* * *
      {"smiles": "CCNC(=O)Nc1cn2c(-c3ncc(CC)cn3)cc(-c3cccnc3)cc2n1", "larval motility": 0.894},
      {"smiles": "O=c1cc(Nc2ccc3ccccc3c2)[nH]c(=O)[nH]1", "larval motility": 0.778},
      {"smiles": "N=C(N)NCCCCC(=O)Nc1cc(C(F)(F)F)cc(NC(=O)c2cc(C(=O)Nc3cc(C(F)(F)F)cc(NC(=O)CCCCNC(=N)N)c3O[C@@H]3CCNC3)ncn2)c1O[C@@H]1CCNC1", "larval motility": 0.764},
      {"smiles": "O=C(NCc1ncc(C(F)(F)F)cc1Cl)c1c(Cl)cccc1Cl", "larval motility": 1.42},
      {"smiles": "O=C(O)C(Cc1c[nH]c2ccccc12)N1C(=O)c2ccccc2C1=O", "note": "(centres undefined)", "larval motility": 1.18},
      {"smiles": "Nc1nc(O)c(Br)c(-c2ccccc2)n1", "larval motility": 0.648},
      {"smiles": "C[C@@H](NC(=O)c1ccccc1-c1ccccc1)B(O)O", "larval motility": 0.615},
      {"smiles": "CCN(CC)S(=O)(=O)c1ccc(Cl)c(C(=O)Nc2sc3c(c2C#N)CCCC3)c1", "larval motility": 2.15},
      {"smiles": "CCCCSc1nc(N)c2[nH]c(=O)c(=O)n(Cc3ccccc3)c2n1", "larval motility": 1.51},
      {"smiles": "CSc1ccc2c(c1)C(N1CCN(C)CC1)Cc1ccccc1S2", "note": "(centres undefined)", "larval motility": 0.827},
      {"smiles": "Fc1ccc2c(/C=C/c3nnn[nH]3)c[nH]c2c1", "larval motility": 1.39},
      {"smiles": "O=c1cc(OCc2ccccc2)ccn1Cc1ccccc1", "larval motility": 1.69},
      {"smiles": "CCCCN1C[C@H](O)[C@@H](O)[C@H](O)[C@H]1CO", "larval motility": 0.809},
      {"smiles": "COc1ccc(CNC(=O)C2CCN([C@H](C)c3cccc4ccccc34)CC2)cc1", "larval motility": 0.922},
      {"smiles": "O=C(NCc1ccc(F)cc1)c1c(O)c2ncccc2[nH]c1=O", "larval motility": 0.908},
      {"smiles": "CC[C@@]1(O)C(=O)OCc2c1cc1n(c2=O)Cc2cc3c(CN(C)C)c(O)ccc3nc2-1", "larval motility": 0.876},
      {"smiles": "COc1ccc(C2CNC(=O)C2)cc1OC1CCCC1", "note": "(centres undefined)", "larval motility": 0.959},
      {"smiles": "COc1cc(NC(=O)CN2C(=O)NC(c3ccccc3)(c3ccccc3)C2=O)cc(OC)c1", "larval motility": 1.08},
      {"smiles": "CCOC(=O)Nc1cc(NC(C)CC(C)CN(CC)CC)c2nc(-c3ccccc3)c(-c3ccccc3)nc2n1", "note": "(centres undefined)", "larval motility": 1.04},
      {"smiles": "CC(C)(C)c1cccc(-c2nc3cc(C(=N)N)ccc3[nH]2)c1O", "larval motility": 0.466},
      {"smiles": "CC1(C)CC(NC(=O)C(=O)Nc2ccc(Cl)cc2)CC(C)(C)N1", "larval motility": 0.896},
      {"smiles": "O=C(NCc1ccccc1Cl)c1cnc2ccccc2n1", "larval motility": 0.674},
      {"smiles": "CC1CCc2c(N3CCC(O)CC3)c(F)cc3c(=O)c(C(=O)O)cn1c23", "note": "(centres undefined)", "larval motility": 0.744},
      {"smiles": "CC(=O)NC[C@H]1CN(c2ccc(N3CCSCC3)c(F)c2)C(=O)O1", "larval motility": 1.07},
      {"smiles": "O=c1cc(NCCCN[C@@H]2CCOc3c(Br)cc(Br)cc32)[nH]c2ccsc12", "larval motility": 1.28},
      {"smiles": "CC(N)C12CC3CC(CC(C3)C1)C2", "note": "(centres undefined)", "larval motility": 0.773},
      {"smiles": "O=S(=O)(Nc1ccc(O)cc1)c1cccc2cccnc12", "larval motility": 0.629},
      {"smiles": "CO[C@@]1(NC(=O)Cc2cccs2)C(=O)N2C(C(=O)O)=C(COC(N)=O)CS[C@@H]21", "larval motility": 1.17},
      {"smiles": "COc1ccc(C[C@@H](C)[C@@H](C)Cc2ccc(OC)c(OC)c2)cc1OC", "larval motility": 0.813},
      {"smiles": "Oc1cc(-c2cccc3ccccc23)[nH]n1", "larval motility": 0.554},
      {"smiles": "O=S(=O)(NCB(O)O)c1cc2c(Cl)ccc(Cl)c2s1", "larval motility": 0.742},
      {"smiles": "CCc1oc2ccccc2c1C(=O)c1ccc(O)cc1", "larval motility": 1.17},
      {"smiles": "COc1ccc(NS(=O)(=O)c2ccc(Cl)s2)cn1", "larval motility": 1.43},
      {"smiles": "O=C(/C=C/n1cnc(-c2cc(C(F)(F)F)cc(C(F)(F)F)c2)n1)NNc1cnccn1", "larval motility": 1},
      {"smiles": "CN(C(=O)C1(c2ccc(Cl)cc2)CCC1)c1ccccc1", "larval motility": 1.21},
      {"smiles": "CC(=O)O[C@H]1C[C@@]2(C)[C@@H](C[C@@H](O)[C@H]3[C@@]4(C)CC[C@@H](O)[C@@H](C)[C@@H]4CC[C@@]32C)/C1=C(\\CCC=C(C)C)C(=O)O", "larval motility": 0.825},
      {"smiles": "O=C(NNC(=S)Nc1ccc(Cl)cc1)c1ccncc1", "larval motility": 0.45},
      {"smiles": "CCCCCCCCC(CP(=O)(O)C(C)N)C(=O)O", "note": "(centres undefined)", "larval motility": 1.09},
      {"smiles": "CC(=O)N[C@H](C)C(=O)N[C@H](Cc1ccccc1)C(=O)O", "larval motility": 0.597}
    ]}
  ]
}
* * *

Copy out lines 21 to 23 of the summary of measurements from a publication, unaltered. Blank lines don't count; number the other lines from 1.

      {"smiles": "CC1(C)CC(NC(=O)C(=O)Nc2ccc(Cl)cc2)CC(C)(C)N1", "larval motility": 0.896},
      {"smiles": "O=C(NCc1ccccc1Cl)c1cnc2ccccc2n1", "larval motility": 0.674},
      {"smiles": "CC1CCc2c(N3CCC(O)CC3)c(F)cc3c(=O)c(C(=O)O)cn1c23", "note": "(centres undefined)", "larval motility": 0.744},